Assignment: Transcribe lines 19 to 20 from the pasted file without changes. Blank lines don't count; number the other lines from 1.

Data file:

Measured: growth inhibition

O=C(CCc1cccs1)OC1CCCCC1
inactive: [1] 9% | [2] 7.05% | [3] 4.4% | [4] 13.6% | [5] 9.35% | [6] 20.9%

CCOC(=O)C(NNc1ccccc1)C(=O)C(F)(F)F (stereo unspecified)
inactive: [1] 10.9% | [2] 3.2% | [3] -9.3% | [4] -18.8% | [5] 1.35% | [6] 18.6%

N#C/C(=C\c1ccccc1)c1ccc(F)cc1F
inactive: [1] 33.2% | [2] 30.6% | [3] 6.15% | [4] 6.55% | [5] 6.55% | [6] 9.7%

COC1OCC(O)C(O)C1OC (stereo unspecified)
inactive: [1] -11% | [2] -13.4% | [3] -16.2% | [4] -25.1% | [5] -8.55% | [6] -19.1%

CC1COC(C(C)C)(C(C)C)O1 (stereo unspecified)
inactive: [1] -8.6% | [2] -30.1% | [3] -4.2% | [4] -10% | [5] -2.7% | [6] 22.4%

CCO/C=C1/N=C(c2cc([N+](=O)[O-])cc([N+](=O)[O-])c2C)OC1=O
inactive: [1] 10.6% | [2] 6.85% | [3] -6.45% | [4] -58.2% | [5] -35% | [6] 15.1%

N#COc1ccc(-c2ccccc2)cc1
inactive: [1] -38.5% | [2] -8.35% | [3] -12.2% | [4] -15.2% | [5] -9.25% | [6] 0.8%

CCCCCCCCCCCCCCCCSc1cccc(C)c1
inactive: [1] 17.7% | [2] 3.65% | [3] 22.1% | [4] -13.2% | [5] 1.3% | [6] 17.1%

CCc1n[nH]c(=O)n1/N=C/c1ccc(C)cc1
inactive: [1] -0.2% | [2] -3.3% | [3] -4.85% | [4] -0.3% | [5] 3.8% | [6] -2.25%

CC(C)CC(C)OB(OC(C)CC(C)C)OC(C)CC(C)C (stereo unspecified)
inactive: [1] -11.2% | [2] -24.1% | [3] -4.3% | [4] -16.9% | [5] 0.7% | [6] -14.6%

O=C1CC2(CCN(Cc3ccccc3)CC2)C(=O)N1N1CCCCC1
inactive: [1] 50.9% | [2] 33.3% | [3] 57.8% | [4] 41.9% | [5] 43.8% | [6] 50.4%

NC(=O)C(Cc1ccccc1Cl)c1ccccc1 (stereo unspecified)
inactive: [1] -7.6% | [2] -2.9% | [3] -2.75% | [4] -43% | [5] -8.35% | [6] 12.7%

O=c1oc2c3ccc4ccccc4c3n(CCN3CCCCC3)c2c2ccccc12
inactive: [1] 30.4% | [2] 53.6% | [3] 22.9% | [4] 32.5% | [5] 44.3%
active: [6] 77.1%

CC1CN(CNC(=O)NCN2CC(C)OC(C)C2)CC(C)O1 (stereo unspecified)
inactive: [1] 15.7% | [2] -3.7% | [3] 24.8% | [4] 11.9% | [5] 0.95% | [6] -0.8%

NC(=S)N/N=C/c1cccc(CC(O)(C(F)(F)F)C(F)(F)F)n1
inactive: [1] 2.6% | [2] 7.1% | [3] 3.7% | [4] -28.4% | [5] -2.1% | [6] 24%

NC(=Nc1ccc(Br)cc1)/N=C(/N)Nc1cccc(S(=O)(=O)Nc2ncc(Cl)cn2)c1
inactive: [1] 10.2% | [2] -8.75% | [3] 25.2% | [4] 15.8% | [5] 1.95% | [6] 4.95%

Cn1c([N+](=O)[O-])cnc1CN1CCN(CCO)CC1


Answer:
inactive: [1] -0.2% | [2] -3.3% | [3] -4.85% | [4] -0.3% | [5] 3.8% | [6] -2.25%

CC(C)CC(C)OB(OC(C)CC(C)C)OC(C)CC(C)C (stereo unspecified)